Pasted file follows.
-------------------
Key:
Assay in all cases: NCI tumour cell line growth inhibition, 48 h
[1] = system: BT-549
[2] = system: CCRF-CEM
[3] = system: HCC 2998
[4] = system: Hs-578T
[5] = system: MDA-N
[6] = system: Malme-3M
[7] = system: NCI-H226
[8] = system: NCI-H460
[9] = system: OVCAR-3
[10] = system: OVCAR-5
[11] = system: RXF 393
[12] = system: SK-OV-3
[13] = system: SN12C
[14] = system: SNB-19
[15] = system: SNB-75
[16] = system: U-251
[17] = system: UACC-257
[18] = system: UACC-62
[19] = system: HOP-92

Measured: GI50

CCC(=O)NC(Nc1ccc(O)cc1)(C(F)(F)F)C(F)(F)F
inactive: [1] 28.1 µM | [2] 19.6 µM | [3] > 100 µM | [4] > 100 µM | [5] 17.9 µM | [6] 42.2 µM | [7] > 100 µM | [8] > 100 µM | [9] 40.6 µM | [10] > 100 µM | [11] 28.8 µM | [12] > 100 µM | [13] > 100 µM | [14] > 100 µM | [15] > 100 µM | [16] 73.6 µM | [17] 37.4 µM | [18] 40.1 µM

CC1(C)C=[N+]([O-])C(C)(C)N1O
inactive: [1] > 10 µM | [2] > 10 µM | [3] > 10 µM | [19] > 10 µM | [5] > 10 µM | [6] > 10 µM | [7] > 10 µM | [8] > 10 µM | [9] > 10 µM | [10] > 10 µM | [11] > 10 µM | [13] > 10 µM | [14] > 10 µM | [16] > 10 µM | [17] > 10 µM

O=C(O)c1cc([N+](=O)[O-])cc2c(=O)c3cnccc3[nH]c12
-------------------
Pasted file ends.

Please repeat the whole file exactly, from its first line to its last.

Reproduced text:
Key:
Assay in all cases: NCI tumour cell line growth inhibition, 48 h
[1] = system: BT-549
[2] = system: CCRF-CEM
[3] = system: HCC 2998
[4] = system: Hs-578T
[5] = system: MDA-N
[6] = system: Malme-3M
[7] = system: NCI-H226
[8] = system: NCI-H460
[9] = system: OVCAR-3
[10] = system: OVCAR-5
[11] = system: RXF 393
[12] = system: SK-OV-3
[13] = system: SN12C
[14] = system: SNB-19
[15] = system: SNB-75
[16] = system: U-251
[17] = system: UACC-257
[18] = system: UACC-62
[19] = system: HOP-92

Measured: GI50

CCC(=O)NC(Nc1ccc(O)cc1)(C(F)(F)F)C(F)(F)F
inactive: [1] 28.1 µM | [2] 19.6 µM | [3] > 100 µM | [4] > 100 µM | [5] 17.9 µM | [6] 42.2 µM | [7] > 100 µM | [8] > 100 µM | [9] 40.6 µM | [10] > 100 µM | [11] 28.8 µM | [12] > 100 µM | [13] > 100 µM | [14] > 100 µM | [15] > 100 µM | [16] 73.6 µM | [17] 37.4 µM | [18] 40.1 µM

CC1(C)C=[N+]([O-])C(C)(C)N1O
inactive: [1] > 10 µM | [2] > 10 µM | [3] > 10 µM | [19] > 10 µM | [5] > 10 µM | [6] > 10 µM | [7] > 10 µM | [8] > 10 µM | [9] > 10 µM | [10] > 10 µM | [11] > 10 µM | [13] > 10 µM | [14] > 10 µM | [16] > 10 µM | [17] > 10 µM

O=C(O)c1cc([N+](=O)[O-])cc2c(=O)c3cnccc3[nH]c12